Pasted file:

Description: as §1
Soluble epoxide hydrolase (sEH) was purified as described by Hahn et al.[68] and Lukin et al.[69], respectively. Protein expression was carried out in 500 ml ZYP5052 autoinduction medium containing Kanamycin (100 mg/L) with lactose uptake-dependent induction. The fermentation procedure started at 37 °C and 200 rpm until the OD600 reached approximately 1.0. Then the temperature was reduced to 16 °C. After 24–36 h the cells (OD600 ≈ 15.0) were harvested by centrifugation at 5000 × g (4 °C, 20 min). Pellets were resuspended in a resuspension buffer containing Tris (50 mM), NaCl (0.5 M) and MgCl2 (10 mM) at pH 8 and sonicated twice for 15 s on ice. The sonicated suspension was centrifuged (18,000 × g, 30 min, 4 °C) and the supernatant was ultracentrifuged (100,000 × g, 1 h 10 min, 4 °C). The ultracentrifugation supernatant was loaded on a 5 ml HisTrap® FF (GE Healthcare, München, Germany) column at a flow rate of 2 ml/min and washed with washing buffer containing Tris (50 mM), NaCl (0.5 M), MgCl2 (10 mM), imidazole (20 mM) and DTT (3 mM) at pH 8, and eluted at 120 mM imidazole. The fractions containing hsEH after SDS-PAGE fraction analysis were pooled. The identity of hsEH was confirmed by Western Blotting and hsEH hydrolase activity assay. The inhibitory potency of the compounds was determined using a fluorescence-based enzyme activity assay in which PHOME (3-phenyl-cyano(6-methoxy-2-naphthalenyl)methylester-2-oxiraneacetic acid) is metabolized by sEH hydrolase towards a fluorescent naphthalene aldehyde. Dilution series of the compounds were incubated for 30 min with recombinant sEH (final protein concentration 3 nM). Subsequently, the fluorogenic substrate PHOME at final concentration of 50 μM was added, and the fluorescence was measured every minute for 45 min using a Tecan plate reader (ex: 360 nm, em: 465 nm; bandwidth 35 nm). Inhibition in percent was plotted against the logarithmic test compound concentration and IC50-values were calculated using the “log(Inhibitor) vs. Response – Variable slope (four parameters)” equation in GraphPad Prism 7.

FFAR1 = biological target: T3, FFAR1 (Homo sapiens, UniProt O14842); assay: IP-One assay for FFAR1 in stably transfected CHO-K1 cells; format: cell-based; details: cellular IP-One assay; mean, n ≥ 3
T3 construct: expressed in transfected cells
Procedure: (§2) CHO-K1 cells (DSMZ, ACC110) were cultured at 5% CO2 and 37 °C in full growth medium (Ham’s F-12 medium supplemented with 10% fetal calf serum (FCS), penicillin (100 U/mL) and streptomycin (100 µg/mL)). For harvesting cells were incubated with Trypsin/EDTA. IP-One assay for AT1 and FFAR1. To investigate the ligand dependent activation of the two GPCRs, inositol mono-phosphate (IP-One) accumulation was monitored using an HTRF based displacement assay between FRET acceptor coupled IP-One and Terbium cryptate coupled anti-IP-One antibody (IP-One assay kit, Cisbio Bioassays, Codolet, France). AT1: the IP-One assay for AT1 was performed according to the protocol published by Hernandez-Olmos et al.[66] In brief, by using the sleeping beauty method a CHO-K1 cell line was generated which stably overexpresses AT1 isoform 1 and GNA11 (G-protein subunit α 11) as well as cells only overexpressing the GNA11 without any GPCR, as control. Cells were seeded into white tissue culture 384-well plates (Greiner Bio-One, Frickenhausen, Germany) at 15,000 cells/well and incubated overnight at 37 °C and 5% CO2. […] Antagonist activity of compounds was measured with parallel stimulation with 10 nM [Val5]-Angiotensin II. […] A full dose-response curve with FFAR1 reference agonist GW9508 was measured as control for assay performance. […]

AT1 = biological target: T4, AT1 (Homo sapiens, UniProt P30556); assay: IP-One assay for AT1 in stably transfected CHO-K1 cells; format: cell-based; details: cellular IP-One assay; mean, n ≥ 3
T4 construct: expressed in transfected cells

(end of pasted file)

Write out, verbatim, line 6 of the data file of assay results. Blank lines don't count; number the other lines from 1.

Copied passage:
AT1 = biological target: T4, AT1 (Homo sapiens, UniProt P30556); assay: IP-One assay for AT1 in stably transfected CHO-K1 cells; format: cell-based; details: cellular IP-One assay; mean, n ≥ 3